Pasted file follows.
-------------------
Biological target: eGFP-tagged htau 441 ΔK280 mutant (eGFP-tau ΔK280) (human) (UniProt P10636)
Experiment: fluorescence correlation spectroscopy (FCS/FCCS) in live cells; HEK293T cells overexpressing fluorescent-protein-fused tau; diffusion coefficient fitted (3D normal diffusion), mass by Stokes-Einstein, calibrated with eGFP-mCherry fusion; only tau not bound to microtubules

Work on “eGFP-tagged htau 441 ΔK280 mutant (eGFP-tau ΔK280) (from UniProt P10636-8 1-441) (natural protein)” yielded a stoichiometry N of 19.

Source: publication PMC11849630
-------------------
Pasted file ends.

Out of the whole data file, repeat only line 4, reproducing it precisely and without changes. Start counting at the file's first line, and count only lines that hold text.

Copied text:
Source: publication PMC11849630